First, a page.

I'll keep you posted on this issue.

All the best,
Eric Slack
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Old 09-09-2023, 03:53 PM   #6
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Default Canít see the Sail

Hello Chief
Got a a chance to dig into this again and Iím not seeing the sail switch you mentioned. The top tube in the phots is the outside air intake to the furnace - nothing blocking that. The bottom tube is much longer. I shined a light into it and tried to get a shot. Tough to see in the picture itís clear as far as I can see. The cold air return is removed in the other pic - nothing to see there but the back of the unit.

Am I missing something?

Thanks
Eric
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Old 09-09-2023, 04:51 PM   #7
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Lots of videos on-line showing this -- here is a typical one:
https://www.google.com/url?sa=t&rct=...l&opi=89978449


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Old 09-09-2023, 05:44 PM   #8
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Your middle image shows a black square switch (with white sticker on it) that has a black and a red wire attached. Look at bottom side, you will see metal arm that goes into the air duct of the fan. There's an enlarged portion of the metal arm inside there called the "sail." If you push up on the arm, you will hear the click of on-off of this micro-switch. SO, all that said, you can ensure the switch is made when the furnace is trying to start (fan starts running). Either visually or by human intervention. Then the igniter should click and the spark should occur in the burner. Just be mindful you are dealing with explosive propane if you choose the later (human intervention). Does this help?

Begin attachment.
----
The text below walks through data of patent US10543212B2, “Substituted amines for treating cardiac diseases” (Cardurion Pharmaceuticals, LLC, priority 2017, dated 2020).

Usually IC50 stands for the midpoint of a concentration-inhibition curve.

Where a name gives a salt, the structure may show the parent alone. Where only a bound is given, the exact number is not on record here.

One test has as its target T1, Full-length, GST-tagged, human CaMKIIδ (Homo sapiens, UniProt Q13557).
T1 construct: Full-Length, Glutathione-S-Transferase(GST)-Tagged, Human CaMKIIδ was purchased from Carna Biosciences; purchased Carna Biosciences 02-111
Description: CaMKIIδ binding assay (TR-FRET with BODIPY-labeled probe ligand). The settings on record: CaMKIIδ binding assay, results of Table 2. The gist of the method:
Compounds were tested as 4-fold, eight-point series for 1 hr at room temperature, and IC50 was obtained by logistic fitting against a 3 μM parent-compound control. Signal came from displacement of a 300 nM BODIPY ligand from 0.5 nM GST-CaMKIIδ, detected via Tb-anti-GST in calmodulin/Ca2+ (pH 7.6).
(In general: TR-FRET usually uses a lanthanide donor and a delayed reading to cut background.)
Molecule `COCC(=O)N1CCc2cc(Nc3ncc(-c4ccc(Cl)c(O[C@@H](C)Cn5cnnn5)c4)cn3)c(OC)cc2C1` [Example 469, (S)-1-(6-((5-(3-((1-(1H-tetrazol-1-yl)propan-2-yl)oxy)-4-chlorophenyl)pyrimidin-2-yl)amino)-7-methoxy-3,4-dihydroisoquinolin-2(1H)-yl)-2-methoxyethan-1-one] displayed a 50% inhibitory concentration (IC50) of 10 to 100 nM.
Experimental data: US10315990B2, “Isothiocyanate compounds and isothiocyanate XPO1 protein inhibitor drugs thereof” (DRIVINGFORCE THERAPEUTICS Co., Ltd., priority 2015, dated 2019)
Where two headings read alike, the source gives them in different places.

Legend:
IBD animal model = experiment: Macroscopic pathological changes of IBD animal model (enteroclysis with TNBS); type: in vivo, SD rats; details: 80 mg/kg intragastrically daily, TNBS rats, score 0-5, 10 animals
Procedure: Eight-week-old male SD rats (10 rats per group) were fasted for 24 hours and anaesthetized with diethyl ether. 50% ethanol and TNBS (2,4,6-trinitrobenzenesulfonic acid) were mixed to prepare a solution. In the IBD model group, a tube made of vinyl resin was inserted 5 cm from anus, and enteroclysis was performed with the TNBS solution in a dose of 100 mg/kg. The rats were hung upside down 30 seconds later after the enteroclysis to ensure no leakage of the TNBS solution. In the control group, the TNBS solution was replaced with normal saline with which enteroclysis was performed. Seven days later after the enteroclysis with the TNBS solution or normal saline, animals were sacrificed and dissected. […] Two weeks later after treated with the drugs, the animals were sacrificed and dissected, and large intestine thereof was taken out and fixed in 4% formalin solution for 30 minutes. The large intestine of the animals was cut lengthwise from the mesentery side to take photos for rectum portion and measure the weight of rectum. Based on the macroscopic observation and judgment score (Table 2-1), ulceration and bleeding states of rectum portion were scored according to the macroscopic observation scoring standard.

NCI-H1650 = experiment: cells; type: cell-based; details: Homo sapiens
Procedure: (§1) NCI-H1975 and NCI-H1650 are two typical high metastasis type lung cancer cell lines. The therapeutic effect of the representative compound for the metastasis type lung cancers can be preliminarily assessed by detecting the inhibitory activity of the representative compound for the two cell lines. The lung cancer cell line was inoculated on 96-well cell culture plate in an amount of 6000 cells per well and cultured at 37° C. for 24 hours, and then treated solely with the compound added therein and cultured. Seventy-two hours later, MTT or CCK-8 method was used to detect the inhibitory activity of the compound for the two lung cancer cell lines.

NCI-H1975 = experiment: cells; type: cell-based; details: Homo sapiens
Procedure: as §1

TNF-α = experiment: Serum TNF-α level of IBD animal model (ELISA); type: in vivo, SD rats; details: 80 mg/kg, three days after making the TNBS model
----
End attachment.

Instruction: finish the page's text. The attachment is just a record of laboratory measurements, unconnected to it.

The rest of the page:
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Old 09-09-2023, 11:03 PM   #9
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The IGNITER is also the THERMOCOUPLE (on the refrig, maybe same on furnace?) and without that signal, it will turn gas solenoid back off also. Even a spider web can divert the flame, but low battery, sail switch, poor connections= low voltage at furnace, LPG regulator malfunction, tank valve not fully open, (several DW have paid RV Techs $100+?) to find tank valve was just cracked open when they were told differently by DH ?)
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Old 09-11-2023, 05:30 PM   #10
EZinColo
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Default Heater and Sail Switch

Thanks for the replies Chief and THenne1713,

I've ordered a new sail switch, should be here in a day or so. I toggled mine and it *might* have felt a little stiff - but for $6 or so, I'll replace and go from there.
I'm still a little suspicious how thinner air (8500 ft vs 5280 at my home) could affect how that switch operates.
I'll let you know how it goes.

Appreciate your help,
Eric
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Old 09-23-2023, 09:33 AM   #11
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Default Suburban heater problem - update

I put the new sail switch in and it DOES move more smoothly then the old one. Weíll have to wait until we go back up in the mountains to see if it works at altitude. Iíll post and update at that time.
Thanks for the help
Eric